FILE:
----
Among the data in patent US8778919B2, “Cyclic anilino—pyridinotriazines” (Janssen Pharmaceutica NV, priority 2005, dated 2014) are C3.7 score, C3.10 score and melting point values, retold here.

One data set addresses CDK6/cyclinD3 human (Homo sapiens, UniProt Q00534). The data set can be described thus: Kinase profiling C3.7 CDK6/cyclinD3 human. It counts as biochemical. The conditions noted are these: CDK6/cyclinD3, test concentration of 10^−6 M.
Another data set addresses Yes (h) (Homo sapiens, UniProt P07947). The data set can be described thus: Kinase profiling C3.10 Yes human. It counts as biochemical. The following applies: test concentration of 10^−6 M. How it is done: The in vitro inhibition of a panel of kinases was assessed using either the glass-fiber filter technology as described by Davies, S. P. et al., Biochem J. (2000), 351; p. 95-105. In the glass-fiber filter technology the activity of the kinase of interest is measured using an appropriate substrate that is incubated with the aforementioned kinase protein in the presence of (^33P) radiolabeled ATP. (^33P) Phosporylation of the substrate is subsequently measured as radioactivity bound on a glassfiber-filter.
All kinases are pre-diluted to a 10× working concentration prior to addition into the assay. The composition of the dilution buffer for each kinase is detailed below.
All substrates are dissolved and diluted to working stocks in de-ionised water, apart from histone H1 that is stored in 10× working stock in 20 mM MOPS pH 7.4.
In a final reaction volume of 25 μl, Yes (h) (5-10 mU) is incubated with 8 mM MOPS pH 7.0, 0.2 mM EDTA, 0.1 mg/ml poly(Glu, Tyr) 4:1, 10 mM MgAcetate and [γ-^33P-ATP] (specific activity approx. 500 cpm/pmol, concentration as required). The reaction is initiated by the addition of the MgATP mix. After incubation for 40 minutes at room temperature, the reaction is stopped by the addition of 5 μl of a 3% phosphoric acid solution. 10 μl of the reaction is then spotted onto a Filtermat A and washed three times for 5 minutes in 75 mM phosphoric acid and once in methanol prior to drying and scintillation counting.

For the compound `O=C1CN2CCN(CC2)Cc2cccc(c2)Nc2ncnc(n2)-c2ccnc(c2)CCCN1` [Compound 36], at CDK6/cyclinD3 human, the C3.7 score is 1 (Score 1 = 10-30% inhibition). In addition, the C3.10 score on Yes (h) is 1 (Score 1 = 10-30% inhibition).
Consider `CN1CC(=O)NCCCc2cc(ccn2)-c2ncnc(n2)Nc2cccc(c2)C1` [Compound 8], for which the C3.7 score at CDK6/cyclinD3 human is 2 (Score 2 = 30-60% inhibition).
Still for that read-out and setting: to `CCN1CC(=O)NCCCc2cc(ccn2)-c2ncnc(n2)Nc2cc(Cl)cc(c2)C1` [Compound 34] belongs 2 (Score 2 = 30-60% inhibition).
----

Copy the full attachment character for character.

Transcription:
Among the data in patent US8778919B2, “Cyclic anilino—pyridinotriazines” (Janssen Pharmaceutica NV, priority 2005, dated 2014) are C3.7 score, C3.10 score and melting point values, retold here.

One data set addresses CDK6/cyclinD3 human (Homo sapiens, UniProt Q00534). The data set can be described thus: Kinase profiling C3.7 CDK6/cyclinD3 human. It counts as biochemical. The conditions noted are these: CDK6/cyclinD3, test concentration of 10^−6 M.
Another data set addresses Yes (h) (Homo sapiens, UniProt P07947). The data set can be described thus: Kinase profiling C3.10 Yes human. It counts as biochemical. The following applies: test concentration of 10^−6 M. How it is done: The in vitro inhibition of a panel of kinases was assessed using either the glass-fiber filter technology as described by Davies, S. P. et al., Biochem J. (2000), 351; p. 95-105. In the glass-fiber filter technology the activity of the kinase of interest is measured using an appropriate substrate that is incubated with the aforementioned kinase protein in the presence of (^33P) radiolabeled ATP. (^33P) Phosporylation of the substrate is subsequently measured as radioactivity bound on a glassfiber-filter.
All kinases are pre-diluted to a 10× working concentration prior to addition into the assay. The composition of the dilution buffer for each kinase is detailed below.
All substrates are dissolved and diluted to working stocks in de-ionised water, apart from histone H1 that is stored in 10× working stock in 20 mM MOPS pH 7.4.
In a final reaction volume of 25 μl, Yes (h) (5-10 mU) is incubated with 8 mM MOPS pH 7.0, 0.2 mM EDTA, 0.1 mg/ml poly(Glu, Tyr) 4:1, 10 mM MgAcetate and [γ-^33P-ATP] (specific activity approx. 500 cpm/pmol, concentration as required). The reaction is initiated by the addition of the MgATP mix. After incubation for 40 minutes at room temperature, the reaction is stopped by the addition of 5 μl of a 3% phosphoric acid solution. 10 μl of the reaction is then spotted onto a Filtermat A and washed three times for 5 minutes in 75 mM phosphoric acid and once in methanol prior to drying and scintillation counting.

For the compound `O=C1CN2CCN(CC2)Cc2cccc(c2)Nc2ncnc(n2)-c2ccnc(c2)CCCN1` [Compound 36], at CDK6/cyclinD3 human, the C3.7 score is 1 (Score 1 = 10-30% inhibition). In addition, the C3.10 score on Yes (h) is 1 (Score 1 = 10-30% inhibition).
Consider `CN1CC(=O)NCCCc2cc(ccn2)-c2ncnc(n2)Nc2cccc(c2)C1` [Compound 8], for which the C3.7 score at CDK6/cyclinD3 human is 2 (Score 2 = 30-60% inhibition).
Still for that read-out and setting: to `CCN1CC(=O)NCCCc2cc(ccn2)-c2ncnc(n2)Nc2cc(Cl)cc(c2)C1` [Compound 34] belongs 2 (Score 2 = 30-60% inhibition).